Nelson-Atkins Building, Gallery P13
Admission is FREE.
This selection of drawings and prints exemplifies the extraordinary range of stylistic, technical and interpretive choices made in the depiction of religious subject matter by Renaissance, Baroque and Rococo artists.
The earliest prints were woodcuts, the result of a technique in which the inked, raised areas of the carved surface of a wood block determine the image. Woodcuts served many purposes, the most common of which was book illustration. In this installation, Dürer’s Whore of Babylon, published as an illustration for his version of The Apocalypse, is a testament to his preeminence among woodcut artists.
By mid-16th century, relief printing had been nearly superseded by intaglio techniques, characterized by images created by lines that are incised (engraving), scratched (drypoint) or bitten with acid (etching) into the surface of a metal plate. With intaglio, a range of tones was possible to convey mood and expression as varied as the sunny mid-day atmosphere of Annibale Carracci’s Holy Family, and the dark drama of Rembrandt’s Christ Healing the Sick.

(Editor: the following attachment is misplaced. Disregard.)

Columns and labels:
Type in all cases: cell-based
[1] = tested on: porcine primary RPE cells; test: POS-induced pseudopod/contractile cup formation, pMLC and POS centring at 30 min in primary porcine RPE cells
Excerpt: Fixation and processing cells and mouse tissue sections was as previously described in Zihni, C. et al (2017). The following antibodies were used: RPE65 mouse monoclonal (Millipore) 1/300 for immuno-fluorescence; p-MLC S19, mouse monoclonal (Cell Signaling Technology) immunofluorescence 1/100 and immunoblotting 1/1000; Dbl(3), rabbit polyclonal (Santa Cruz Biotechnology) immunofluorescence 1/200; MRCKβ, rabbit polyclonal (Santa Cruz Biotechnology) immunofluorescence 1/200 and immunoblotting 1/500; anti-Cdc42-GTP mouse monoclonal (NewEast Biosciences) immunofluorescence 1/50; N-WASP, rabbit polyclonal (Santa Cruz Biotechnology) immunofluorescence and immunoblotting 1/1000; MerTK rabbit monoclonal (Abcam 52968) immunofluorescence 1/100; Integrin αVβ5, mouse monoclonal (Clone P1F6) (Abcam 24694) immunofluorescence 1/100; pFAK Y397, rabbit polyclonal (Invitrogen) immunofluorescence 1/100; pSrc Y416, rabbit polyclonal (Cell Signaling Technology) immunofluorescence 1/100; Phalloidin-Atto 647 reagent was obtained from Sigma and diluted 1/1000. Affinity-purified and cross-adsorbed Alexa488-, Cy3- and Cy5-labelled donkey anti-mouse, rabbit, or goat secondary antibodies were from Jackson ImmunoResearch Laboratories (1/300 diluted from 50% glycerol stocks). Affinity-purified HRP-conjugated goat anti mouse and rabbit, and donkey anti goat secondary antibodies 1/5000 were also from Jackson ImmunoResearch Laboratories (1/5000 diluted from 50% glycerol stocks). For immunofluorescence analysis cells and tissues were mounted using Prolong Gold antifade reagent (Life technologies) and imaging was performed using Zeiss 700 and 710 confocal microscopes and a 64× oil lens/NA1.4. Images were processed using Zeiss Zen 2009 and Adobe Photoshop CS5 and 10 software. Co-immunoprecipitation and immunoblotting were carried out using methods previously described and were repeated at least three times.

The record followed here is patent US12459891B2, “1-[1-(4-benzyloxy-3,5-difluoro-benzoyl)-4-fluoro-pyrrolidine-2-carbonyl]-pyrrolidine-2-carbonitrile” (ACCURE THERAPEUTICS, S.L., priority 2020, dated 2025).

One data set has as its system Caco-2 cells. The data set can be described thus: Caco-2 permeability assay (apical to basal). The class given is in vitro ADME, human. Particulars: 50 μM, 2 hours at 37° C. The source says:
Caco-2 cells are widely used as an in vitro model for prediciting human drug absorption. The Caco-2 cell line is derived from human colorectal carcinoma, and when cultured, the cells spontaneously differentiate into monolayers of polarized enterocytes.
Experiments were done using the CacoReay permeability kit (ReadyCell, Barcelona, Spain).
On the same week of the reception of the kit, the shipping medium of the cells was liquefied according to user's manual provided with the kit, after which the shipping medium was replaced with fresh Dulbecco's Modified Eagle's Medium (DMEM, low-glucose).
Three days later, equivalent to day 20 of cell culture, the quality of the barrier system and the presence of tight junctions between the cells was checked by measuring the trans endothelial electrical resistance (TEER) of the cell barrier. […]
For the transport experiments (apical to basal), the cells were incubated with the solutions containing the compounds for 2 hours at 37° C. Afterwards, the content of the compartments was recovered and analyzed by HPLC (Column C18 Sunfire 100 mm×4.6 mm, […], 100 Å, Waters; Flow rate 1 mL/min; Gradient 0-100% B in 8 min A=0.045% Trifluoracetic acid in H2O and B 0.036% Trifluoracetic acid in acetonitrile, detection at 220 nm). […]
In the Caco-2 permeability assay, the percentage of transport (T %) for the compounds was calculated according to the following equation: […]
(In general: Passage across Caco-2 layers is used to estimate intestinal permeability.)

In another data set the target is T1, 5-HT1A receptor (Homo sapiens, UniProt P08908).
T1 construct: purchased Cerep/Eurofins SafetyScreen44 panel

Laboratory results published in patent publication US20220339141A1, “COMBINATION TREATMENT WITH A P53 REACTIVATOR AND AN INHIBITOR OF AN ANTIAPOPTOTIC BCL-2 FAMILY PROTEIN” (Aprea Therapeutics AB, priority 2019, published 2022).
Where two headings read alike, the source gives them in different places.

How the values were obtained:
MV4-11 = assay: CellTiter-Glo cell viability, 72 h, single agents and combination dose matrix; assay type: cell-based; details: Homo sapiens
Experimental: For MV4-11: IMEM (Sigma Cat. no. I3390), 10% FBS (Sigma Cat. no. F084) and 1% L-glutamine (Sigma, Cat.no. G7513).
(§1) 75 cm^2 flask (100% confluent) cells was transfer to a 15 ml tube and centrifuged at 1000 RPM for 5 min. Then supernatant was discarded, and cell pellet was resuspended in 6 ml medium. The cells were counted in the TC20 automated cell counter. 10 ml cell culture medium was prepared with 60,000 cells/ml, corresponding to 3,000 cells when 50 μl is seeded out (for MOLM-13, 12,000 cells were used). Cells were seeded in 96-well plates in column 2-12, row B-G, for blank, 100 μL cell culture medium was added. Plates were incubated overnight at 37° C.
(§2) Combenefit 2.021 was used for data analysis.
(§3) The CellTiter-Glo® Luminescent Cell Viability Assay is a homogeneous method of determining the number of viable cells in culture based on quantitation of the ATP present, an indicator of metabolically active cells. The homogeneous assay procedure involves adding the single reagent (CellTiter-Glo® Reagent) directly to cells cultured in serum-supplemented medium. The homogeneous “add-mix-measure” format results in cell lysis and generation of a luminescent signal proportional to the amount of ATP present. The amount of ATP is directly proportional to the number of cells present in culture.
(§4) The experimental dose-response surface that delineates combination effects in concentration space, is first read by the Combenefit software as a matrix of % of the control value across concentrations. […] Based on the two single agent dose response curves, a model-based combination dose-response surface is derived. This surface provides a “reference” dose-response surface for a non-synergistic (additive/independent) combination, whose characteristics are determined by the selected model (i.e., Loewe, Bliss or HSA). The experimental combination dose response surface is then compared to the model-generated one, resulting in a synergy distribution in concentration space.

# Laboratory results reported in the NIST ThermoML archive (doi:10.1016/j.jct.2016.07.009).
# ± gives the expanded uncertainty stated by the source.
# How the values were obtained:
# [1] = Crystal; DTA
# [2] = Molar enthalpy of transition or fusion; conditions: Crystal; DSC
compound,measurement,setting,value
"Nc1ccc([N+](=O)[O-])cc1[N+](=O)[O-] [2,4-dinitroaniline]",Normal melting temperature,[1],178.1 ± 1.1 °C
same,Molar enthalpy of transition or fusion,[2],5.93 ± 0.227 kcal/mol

The drawings on exhibit here make use of a wide variety of media, including ink, wash, charcoal, watercolor and gouache. Some artists, such as Rembrandt and his follower Philip de Koninck, created subtle, expressive images using only ink and wash with great immediacy and economy of line. In contrast, the Italians Bassetti and Magnasco employed a richer technique, exploiting the use of white gouache, highlights, watercolor and tinted paper to express the dramatic intensity and movement of the Baroque.
Image: Sanders or Alexander van Brugsal, called Master S, Flemish, act. ca. 1505-1554
Madonna and Child on a Crescent, 1505. Hand-colored engraving. Plate: 4 1/4 x 3 inches (10.8 x 7.62 cm) Mat: 19 x 14 inches (48.26 x 35.56 cm). Purchase: Nelson Gallery Foundation, F83-35.